being the fuel crisis and the Foot and Mouth outbreak.
This failure is a direct result of the fact
that central government emergency planning, training and exercising
(if it takes place at all!) is not integrated with that of local
The Civil Contingencies Secretariat's stance
on this omission is that: "It is unusual to impose duties
on central government departments, because Ministers can agree
to do things, and an auditing regime will be established to see
that required standards are met".
Interestingly, the House of Commons Defence
Committee is clear that formal duties should be imposed on Central
The consultation document asks specifically
for comments on which elements of the health service should have
a duty. We suggest: Strategic Health Authorities, Acute Hospital
Trusts, Primary Care Trusts and the Health Protection Agency.
(Ambulance Trusts are, of course, already included as emergency
Moving to Category 2, there are a number of
striking general omissions. Broadcasters, bus and coach companies
(a vital component of most evacuation plans) the entire food distribution
and sales industry, the petrol and diesel distribution industry,
are not included. The rail freight company EWS Railways is absent.
Some airports, including Manston, are not on the list. The national
chemical and radiological hazard identification and response schemes
NAIR, Radsafe and Chemsafe are missing.
In addition, in any specific locality, there
are likely also to be particular organisations whose co-operation
may be vital to comprehensive planning, such as the operators
of major shopping, leisure and sporting complexes already referred
to in the answer to question 2 above.
Equally, the co-operation of the organisers
of major public events is vital. The Open Golf, the London Marathon,
the Commonwealth Games and, of course, the Olympics, spring to
It would probably be far better to copy the
existing Community Safety legislation, which enables a local authority
to require the co-operation of any organisation which it considers
has a role to play.
Q4. Is the balance of regulation powers right?
Q5. Should consistent multi-agency arrangements
be established through Local Resilience Forums?
Yes, and these exist virtually everywhere already.
But the rules regarding membership, chairmanship, frequency of
meetings should, as now, remain flexible. This flexibility should
include the freedom to retain the existing names of the groups.
It must also be recognised that the real work of multi-agency
planning does not happen at these forums but through day-to-day
partnership working by many staff who never actually sit on the
Q6. Does the partial Regulatory Impact Assessment
accurately reflect costs and benefits?
No. It certainly does not reflect the benefits,
or consider the full financial implications.
For example, with regard to the industrial concerns
designated as Category 2 responders it makes the sweeping assumption
that all of them, regardless of their size and the complexity
of their operations, will employ the same resource at the same
cost. Practical knowledge and experience of NCCP's members who
work in industry or with industry, demonstrates how incorrect
this assumption is.
The costs for other bits of industry affected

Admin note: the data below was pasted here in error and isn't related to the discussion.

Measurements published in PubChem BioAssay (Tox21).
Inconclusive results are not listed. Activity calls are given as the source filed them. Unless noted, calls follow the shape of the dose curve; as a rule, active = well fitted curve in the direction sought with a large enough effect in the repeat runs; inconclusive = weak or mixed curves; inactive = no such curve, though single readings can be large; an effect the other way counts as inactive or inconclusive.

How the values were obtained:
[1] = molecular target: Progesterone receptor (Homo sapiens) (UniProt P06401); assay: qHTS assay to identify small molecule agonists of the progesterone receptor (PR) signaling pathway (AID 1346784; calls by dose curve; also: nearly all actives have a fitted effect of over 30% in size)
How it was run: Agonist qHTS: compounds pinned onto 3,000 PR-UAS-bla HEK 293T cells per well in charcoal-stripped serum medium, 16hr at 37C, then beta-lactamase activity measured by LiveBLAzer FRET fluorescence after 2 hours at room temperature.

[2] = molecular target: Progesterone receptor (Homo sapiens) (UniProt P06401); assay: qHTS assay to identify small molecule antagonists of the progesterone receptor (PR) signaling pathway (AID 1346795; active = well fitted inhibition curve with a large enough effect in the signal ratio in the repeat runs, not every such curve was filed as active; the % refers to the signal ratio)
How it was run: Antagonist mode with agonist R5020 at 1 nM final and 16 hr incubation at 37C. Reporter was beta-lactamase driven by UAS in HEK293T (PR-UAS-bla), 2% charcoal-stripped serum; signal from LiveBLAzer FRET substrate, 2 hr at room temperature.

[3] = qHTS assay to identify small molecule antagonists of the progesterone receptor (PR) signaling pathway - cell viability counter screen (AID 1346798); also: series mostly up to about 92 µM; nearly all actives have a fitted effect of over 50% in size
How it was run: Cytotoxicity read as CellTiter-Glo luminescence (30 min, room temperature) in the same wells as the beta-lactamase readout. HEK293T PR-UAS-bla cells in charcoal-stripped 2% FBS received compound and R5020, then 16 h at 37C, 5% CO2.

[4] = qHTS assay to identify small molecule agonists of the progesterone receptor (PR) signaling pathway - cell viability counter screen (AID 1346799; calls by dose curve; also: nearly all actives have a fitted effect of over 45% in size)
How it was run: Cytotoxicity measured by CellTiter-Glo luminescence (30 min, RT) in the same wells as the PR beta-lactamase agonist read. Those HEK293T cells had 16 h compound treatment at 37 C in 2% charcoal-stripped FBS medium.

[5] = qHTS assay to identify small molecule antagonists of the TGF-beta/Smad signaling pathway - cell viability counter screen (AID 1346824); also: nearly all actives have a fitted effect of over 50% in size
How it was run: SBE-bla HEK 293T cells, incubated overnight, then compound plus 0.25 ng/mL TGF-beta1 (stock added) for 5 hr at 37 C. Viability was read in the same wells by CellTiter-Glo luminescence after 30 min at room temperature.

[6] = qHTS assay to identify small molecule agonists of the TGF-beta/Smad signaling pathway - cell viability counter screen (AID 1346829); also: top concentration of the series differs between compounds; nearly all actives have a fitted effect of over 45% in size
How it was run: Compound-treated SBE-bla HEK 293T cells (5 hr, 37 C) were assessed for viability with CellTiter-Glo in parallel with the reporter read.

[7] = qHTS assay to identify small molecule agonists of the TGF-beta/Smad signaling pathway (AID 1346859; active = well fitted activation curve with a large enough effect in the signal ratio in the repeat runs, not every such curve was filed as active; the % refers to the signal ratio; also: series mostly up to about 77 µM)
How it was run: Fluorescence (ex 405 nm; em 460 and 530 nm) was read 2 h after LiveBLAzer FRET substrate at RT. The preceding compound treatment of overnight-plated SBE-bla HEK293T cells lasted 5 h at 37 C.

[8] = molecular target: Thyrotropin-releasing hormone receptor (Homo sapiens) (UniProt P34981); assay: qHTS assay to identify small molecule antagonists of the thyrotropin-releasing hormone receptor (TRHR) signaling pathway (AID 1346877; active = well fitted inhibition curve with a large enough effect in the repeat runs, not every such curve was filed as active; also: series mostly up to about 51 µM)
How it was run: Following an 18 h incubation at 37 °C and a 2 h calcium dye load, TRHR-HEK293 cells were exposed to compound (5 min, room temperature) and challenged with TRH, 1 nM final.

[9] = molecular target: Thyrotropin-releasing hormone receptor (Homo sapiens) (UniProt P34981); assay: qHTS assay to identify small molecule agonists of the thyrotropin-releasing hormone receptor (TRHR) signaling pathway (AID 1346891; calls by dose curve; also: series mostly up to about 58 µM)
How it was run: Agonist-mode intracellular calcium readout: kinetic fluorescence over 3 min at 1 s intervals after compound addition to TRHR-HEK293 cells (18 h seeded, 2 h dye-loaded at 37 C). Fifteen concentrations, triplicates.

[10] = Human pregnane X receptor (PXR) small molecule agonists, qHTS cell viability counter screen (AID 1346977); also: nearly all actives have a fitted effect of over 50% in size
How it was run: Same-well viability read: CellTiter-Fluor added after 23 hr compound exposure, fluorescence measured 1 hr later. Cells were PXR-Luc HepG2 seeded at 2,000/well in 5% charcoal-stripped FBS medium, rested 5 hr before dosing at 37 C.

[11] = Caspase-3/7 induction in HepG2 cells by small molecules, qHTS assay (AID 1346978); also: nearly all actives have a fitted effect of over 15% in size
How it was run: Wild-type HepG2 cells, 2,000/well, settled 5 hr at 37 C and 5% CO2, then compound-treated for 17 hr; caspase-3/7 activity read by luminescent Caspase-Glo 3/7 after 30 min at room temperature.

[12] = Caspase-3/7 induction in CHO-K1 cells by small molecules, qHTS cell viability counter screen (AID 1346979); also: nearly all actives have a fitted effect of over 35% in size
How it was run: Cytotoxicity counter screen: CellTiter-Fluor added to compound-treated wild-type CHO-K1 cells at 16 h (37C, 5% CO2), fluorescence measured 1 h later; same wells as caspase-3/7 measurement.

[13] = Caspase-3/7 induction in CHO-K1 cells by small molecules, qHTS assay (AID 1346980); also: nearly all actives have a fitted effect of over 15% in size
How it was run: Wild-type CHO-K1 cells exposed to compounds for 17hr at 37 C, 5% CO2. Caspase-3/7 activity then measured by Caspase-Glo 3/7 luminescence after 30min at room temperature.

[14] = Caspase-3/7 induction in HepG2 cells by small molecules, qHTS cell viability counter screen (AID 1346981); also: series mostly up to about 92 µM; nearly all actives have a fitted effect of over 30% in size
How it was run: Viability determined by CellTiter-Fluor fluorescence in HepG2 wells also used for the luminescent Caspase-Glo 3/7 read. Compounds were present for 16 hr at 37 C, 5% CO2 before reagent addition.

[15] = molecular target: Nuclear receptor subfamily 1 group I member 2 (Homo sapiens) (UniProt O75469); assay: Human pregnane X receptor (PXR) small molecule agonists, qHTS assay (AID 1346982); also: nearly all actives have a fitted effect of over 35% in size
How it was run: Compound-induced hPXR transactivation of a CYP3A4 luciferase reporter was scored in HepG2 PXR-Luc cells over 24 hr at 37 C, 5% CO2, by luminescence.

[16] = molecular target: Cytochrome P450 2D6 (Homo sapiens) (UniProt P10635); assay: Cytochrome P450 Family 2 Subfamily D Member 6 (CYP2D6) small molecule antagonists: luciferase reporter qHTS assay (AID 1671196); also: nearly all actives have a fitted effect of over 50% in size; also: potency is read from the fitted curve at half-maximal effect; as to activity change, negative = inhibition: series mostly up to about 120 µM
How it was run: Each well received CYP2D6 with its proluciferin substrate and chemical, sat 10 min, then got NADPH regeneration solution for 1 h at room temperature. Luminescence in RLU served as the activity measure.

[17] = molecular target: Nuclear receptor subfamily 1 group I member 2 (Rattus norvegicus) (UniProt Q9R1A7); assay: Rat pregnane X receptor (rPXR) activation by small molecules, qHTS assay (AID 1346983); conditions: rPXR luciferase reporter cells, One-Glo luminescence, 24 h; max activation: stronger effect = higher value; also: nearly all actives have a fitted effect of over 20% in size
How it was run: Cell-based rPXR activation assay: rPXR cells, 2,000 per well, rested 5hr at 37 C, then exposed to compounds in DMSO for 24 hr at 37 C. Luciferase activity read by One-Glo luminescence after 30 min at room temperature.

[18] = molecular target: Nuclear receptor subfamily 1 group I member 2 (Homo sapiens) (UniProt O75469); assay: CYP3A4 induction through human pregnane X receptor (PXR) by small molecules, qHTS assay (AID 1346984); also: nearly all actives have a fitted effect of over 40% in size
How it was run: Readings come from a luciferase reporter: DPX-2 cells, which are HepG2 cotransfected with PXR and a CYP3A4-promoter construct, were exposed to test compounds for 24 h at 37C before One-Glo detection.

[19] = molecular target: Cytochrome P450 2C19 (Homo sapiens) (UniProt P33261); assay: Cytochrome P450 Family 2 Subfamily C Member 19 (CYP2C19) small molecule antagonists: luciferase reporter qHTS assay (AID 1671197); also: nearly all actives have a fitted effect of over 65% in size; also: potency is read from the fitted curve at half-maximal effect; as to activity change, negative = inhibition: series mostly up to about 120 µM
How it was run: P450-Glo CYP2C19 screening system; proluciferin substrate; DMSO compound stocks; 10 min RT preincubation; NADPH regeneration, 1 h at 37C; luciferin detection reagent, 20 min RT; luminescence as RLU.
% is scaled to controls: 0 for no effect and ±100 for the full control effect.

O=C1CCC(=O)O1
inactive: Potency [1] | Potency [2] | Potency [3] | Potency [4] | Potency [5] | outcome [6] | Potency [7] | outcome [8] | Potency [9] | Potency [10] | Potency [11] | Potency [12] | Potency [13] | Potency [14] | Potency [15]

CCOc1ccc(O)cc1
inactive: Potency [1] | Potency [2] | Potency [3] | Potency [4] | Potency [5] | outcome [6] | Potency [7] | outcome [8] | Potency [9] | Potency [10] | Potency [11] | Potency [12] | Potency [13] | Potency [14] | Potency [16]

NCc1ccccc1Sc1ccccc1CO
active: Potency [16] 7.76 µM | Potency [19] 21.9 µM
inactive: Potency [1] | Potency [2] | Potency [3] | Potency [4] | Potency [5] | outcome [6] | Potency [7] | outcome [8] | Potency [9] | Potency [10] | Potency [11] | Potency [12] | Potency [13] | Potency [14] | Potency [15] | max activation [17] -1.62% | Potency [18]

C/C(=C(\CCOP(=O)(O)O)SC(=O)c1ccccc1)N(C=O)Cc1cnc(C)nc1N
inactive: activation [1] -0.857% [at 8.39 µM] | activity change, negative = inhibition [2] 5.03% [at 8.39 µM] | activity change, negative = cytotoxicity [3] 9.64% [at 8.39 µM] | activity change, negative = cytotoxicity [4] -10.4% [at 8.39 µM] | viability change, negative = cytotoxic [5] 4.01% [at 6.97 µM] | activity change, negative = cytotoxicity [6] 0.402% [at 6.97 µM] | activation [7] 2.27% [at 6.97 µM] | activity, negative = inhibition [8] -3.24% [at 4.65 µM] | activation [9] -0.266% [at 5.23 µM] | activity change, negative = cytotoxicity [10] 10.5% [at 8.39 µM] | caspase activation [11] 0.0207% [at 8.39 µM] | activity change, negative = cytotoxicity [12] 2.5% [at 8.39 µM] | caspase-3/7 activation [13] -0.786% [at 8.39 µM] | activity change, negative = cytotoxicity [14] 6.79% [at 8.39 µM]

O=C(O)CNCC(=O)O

by the Bill are not considered either.
The impression given is that the drafters of
the Bill are desperate to prove that emergency planning can be
delivered at minimal cost.
Q7. Should Civil Defence Grant be transferred
NCCP's members do not have a uniform view on
this specific question. They are clear, however, that however
local authorities are funded, there must be sufficient emphasis
on the importance of the function to ensure that the funds are
directed to it, within the Corporate Performance Assessment (CPA).
Q8. Is the level of funding sufficient?
No. It has for years been claimed that the
Civil Defence Grant is insufficient, and this is demonstrated
by the fact that many local authorities supplement it from their
own resources. The LGA calculated this year that expenditure in
England and Wales was £32 million, as against a grant of
only £19 million. The government always argued that this
was appropriate, since, strictly speaking, Civil Defence grant
was not expected to cover all aspects of emergency planning.
Therefore, it is now completely illogical
to assert that the same level of funding is capable of supporting
not only all the previous emergency planning tasks but also Business
Continuity and elements of risk assessment and risk prevention.
It is significant that following the Emergency
Planning Review, carried out in 2001 as a precursor to this draft
bill, there was an explicit statement from Central Government
that Business Continuity was a new task which would require additional
funding, but this appears to have been quietly forgotten.
A proper local programme of educating, warning
and informing the public, building on the national policy which
NCCP is calling on central government to deliver, would also require
Planning for oil pollution has never been
claimable under the Civil Defence Grant and has never been mandatory,
so it will be a new cost for many.
Finally, contributing to a Regional Tier
is another innovation.
Overall, therefore NCCP seeks a substantial
increase in funding, together with a severe audit regime to ensure
that expenditure is appropriate.
Q9. Should performance be audited through
Yes. The over-riding requirement is that the
auditors should be competent and the audit rigorous.
The emergency services already have an effective
inspection mechanism and it would not make sense for this specific